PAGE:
Growing up Grace: 8 to 18; A Grace Prep Senior’s Memoir

Attending Grace Prep, as any student here will tell you, is a unique experience. It is a tough, demanding, yet cherished school that has the potential to make or break a student. The homework alone is cause for insomnia (I say this as I study for finals).
What students here might not tell you, is how much they secretly cherish the time they spend here. Ten years at the same rule-obsessed private school sounds like a punishment reserved for the most unruly of children. Yet for this senior, it has been a thrill and a privilege.
What most people don’t realize is that Grace Prep is too small to be a school, in the traditional sense. When everybody knows everybody and the staff calls you by name, the “school” is actually an oversized family. Some of the teachers and staff have known me since I was eight years old, and remind me all the time of how tall I’ve gotten or how crazy it is that I somehow aged between the ages of eight and eighteen.
They’re all concerned with performance in school obviously, but it goes much farther than that. Each of my teachers has already taught my sister, will be teaching my younger brother, and know my parents on a first name basis.
This kind of familiarity is a rare thing to find. I took a hiatus from the private school life to try public school my sophomore year, and was surprised to find that my English teacher was not already acquainted with my family, my family’s pets, and my family’s extended family. Well, not surprised, but it was definitely a strange contrast to what I’m accustomed to.
It was nice at times, not worrying that a poor grade would lead my teachers to contact me and my family and encourage me to spend time in whatever lab to bring that particular grade up. At other times, I missed it. We take that for granted at Grace; the fact that the staff cares enough about us that they would go out of their way to be supportive.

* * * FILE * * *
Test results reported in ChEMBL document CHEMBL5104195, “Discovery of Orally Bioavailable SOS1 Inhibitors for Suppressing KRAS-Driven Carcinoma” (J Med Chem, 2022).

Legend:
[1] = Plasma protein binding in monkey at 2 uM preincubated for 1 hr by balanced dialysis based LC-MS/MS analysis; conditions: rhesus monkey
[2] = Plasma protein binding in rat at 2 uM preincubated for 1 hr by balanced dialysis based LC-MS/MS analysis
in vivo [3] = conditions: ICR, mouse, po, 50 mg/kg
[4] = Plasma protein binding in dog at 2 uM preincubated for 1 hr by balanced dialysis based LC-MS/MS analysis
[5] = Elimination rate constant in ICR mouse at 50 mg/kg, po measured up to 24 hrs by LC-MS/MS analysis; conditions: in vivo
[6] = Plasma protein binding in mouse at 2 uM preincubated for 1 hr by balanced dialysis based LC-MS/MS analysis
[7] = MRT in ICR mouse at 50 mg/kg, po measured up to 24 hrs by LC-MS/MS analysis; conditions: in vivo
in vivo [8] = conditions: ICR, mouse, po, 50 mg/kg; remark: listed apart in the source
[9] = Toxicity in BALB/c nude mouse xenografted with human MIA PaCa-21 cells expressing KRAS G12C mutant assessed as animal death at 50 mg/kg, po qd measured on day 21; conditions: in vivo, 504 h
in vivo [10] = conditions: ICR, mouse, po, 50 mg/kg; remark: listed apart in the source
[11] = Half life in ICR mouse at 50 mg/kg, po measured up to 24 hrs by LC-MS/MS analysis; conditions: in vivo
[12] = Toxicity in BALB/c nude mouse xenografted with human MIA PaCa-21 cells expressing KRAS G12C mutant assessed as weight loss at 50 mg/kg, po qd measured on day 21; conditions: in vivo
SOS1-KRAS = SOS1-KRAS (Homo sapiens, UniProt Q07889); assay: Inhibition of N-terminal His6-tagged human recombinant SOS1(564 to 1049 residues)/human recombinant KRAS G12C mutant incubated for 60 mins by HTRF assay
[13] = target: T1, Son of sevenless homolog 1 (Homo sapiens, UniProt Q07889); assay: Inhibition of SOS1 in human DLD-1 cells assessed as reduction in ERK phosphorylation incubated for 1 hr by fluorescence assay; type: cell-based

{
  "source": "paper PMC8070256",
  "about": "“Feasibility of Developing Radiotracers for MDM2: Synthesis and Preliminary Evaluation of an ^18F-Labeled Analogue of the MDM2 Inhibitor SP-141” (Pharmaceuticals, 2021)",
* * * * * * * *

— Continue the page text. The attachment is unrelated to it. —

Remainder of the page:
I can’t recall the number of times that I was offered personal help with math homework, guidance with my English papers, or one-on-one time to discuss my options for college.
That support and encouragement has positively affected the person I am today, and the wonderful advice I’ve received here will carry into my adulthood. Even as a third grader, I remember Mrs. O’Brien would spend extra time offering help to any student who just wasn’t getting the multiplication table. Or Mrs. Peck who managed to get the entire class excited about Shirley Grammar jingles; I can still recite the helping verb and article adjective songs flawlessly.
Thank you GPA, for aiding me on my journey as I head off to Oklahoma State University.

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